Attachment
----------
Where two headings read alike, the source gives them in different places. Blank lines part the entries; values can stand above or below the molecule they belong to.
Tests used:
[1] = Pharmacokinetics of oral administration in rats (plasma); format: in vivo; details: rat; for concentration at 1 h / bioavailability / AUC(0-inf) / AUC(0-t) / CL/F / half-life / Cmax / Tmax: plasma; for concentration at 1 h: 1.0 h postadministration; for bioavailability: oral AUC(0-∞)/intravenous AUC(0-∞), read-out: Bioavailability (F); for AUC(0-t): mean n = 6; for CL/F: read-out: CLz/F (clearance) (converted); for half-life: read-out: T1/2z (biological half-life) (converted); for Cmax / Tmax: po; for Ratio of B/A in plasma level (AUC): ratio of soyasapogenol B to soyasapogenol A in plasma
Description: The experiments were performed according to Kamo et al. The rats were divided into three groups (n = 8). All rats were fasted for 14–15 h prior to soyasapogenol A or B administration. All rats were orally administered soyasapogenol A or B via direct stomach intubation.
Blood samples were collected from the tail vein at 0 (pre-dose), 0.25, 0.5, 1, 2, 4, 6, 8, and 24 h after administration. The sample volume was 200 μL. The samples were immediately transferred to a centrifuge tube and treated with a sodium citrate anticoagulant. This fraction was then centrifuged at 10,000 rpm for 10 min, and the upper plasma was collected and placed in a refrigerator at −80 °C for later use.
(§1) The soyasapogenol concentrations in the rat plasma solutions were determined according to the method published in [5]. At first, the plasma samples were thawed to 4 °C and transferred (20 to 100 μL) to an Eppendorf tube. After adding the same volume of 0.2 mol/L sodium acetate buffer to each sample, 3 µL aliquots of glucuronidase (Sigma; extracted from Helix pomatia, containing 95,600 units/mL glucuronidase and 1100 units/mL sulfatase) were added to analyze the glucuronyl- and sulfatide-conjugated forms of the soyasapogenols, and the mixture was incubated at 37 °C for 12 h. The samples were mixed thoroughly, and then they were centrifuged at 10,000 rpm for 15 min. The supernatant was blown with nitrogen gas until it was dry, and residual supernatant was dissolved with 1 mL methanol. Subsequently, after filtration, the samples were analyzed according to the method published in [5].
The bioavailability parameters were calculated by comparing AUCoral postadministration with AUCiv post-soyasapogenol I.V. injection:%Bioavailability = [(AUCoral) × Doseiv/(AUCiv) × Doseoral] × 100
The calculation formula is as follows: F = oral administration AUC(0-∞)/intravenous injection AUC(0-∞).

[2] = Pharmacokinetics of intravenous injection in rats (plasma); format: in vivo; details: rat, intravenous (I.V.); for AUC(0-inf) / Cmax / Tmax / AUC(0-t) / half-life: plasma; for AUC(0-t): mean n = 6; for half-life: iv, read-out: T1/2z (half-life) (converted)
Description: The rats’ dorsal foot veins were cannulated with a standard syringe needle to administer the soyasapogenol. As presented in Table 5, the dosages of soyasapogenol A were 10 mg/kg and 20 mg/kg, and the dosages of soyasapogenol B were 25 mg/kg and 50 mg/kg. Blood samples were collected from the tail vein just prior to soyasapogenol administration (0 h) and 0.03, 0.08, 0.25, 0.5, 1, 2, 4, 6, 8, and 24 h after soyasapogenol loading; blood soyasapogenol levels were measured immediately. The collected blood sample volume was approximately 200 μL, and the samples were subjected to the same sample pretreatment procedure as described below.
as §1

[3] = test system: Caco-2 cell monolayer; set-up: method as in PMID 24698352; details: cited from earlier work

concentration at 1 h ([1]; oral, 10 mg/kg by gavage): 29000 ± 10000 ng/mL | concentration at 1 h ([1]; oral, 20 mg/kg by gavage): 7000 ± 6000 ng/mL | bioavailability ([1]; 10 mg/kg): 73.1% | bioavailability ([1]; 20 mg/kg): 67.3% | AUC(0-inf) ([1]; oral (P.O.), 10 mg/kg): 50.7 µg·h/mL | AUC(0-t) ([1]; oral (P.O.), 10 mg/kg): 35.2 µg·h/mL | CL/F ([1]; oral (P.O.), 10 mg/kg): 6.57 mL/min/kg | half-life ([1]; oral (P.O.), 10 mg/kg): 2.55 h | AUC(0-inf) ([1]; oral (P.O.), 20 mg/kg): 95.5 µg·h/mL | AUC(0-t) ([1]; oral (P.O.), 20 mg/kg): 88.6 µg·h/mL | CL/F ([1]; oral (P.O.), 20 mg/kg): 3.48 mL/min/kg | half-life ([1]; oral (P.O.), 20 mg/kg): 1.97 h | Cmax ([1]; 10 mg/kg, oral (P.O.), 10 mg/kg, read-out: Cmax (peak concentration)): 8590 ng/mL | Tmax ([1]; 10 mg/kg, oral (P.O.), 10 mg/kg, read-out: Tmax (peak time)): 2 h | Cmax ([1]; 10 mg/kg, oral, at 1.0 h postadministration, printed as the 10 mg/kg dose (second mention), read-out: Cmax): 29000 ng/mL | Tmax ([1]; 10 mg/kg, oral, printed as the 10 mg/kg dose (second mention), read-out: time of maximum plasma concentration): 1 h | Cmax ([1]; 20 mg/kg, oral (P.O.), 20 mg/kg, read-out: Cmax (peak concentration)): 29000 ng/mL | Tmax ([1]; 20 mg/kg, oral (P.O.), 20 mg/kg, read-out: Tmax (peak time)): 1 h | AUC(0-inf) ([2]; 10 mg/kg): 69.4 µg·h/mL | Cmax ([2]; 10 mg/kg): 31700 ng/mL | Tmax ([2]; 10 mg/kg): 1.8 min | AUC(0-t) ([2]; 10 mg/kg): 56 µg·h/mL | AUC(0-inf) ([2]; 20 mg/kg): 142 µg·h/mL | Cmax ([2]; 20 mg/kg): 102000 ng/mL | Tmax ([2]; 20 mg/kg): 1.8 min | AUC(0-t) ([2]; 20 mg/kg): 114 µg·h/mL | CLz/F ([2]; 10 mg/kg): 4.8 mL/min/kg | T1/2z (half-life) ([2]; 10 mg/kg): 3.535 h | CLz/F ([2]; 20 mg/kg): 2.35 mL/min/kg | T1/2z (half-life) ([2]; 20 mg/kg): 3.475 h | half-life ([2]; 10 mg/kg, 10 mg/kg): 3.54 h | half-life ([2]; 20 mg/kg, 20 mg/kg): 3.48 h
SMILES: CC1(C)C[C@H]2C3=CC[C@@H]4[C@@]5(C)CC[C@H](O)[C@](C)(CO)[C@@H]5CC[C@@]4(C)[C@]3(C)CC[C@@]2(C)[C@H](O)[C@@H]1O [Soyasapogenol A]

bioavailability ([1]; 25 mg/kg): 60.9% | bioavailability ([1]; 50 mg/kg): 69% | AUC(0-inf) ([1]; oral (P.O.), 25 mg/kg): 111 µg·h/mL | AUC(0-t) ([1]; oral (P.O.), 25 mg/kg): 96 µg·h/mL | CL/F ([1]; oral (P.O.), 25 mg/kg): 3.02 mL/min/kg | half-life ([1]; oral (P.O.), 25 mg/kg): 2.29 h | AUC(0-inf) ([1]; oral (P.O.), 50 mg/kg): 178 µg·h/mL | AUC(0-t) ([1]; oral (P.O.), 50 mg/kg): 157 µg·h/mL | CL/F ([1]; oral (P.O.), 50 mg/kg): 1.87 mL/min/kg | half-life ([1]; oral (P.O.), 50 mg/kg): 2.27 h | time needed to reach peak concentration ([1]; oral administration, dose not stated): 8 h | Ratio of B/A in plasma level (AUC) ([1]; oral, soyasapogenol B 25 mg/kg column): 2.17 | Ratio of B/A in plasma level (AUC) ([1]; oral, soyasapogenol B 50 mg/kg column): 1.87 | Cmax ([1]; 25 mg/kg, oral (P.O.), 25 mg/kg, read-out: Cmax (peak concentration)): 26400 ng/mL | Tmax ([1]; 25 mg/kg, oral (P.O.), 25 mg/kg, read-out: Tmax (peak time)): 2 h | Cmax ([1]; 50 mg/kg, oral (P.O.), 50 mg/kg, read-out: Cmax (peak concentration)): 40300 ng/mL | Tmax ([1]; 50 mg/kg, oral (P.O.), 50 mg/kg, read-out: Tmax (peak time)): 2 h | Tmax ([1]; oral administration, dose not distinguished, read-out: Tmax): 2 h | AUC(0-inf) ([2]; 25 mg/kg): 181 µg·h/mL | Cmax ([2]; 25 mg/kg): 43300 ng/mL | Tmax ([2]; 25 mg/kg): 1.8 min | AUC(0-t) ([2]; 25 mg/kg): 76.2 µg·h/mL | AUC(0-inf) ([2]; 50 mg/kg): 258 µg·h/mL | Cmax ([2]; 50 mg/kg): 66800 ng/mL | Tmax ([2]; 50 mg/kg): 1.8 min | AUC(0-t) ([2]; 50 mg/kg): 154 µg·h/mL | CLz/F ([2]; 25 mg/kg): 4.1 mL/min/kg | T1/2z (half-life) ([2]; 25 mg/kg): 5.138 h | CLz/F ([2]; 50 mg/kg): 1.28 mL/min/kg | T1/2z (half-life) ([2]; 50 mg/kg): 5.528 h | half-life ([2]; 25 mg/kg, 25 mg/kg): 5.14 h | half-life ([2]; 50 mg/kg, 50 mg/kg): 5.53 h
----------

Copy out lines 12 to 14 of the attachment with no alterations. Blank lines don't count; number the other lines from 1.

[3] = test system: Caco-2 cell monolayer; set-up: method as in PMID 24698352; details: cited from earlier work

concentration at 1 h ([1]; oral, 10 mg/kg by gavage): 29000 ± 10000 ng/mL | concentration at 1 h ([1]; oral, 20 mg/kg by gavage): 7000 ± 6000 ng/mL | bioavailability ([1]; 10 mg/kg): 73.1% | bioavailability ([1]; 20 mg/kg): 67.3% | AUC(0-inf) ([1]; oral (P.O.), 10 mg/kg): 50.7 µg·h/mL | AUC(0-t) ([1]; oral (P.O.), 10 mg/kg): 35.2 µg·h/mL | CL/F ([1]; oral (P.O.), 10 mg/kg): 6.57 mL/min/kg | half-life ([1]; oral (P.O.), 10 mg/kg): 2.55 h | AUC(0-inf) ([1]; oral (P.O.), 20 mg/kg): 95.5 µg·h/mL | AUC(0-t) ([1]; oral (P.O.), 20 mg/kg): 88.6 µg·h/mL | CL/F ([1]; oral (P.O.), 20 mg/kg): 3.48 mL/min/kg | half-life ([1]; oral (P.O.), 20 mg/kg): 1.97 h | Cmax ([1]; 10 mg/kg, oral (P.O.), 10 mg/kg, read-out: Cmax (peak concentration)): 8590 ng/mL | Tmax ([1]; 10 mg/kg, oral (P.O.), 10 mg/kg, read-out: Tmax (peak time)): 2 h | Cmax ([1]; 10 mg/kg, oral, at 1.0 h postadministration, printed as the 10 mg/kg dose (second mention), read-out: Cmax): 29000 ng/mL | Tmax ([1]; 10 mg/kg, oral, printed as the 10 mg/kg dose (second mention), read-out: time of maximum plasma concentration): 1 h | Cmax ([1]; 20 mg/kg, oral (P.O.), 20 mg/kg, read-out: Cmax (peak concentration)): 29000 ng/mL | Tmax ([1]; 20 mg/kg, oral (P.O.), 20 mg/kg, read-out: Tmax (peak time)): 1 h | AUC(0-inf) ([2]; 10 mg/kg): 69.4 µg·h/mL | Cmax ([2]; 10 mg/kg): 31700 ng/mL | Tmax ([2]; 10 mg/kg): 1.8 min | AUC(0-t) ([2]; 10 mg/kg): 56 µg·h/mL | AUC(0-inf) ([2]; 20 mg/kg): 142 µg·h/mL | Cmax ([2]; 20 mg/kg): 102000 ng/mL | Tmax ([2]; 20 mg/kg): 1.8 min | AUC(0-t) ([2]; 20 mg/kg): 114 µg·h/mL | CLz/F ([2]; 10 mg/kg): 4.8 mL/min/kg | T1/2z (half-life) ([2]; 10 mg/kg): 3.535 h | CLz/F ([2]; 20 mg/kg): 2.35 mL/min/kg | T1/2z (half-life) ([2]; 20 mg/kg): 3.475 h | half-life ([2]; 10 mg/kg, 10 mg/kg): 3.54 h | half-life ([2]; 20 mg/kg, 20 mg/kg): 3.48 h
SMILES: CC1(C)C[C@H]2C3=CC[C@@H]4[C@@]5(C)CC[C@H](O)[C@](C)(CO)[C@@H]5CC[C@@]4(C)[C@]3(C)CC[C@@]2(C)[C@H](O)[C@@H]1O [Soyasapogenol A]